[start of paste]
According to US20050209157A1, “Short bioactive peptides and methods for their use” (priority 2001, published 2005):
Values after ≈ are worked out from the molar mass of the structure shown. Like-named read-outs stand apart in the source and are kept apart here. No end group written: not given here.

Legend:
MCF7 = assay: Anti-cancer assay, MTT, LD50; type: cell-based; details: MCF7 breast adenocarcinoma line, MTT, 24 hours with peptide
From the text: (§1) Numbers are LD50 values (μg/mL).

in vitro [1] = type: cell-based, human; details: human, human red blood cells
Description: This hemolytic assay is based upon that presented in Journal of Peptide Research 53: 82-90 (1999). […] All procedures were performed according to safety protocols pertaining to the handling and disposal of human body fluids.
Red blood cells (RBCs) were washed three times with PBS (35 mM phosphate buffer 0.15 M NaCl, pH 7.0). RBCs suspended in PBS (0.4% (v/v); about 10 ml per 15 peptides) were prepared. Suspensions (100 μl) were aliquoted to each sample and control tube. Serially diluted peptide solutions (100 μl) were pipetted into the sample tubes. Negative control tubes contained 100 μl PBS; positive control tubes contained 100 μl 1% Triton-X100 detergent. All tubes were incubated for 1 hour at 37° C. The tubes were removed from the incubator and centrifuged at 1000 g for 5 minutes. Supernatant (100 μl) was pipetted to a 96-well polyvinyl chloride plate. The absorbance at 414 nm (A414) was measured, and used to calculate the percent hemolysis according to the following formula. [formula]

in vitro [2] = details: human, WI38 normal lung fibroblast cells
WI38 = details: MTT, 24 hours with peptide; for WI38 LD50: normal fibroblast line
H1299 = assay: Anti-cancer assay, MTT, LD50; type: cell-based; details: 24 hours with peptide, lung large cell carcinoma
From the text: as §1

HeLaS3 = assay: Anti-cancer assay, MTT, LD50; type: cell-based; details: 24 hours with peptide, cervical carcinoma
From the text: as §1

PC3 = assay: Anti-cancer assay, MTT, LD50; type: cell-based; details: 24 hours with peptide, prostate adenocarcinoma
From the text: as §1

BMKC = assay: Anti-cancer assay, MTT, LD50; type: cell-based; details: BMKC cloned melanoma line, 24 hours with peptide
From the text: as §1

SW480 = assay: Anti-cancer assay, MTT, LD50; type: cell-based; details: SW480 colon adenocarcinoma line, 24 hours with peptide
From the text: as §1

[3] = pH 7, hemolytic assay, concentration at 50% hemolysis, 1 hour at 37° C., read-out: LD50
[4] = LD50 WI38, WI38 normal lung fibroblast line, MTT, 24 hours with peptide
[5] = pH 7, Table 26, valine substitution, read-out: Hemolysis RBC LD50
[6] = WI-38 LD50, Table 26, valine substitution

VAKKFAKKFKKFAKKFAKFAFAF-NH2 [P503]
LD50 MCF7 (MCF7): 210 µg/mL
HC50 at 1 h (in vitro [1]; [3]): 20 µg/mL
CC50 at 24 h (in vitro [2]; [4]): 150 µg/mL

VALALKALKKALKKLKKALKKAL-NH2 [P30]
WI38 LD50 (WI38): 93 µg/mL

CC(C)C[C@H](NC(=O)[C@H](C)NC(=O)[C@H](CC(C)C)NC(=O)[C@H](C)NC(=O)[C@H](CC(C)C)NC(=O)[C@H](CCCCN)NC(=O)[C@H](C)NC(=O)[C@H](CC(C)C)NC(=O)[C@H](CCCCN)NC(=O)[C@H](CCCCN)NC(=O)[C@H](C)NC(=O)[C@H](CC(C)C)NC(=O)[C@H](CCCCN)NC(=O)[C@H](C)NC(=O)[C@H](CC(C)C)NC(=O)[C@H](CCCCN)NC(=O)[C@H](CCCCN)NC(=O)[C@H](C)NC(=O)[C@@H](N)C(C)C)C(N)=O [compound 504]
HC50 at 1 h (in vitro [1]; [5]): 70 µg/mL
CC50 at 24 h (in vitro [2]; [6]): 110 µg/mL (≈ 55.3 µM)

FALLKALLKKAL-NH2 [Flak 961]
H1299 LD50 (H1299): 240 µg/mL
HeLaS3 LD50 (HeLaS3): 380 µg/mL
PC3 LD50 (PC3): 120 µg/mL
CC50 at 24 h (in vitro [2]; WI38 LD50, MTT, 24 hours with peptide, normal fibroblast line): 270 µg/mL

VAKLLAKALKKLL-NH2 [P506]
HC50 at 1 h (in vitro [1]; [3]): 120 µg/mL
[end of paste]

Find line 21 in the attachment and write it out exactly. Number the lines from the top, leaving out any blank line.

[3] = pH 7, hemolytic assay, concentration at 50% hemolysis, 1 hour at 37° C., read-out: LD50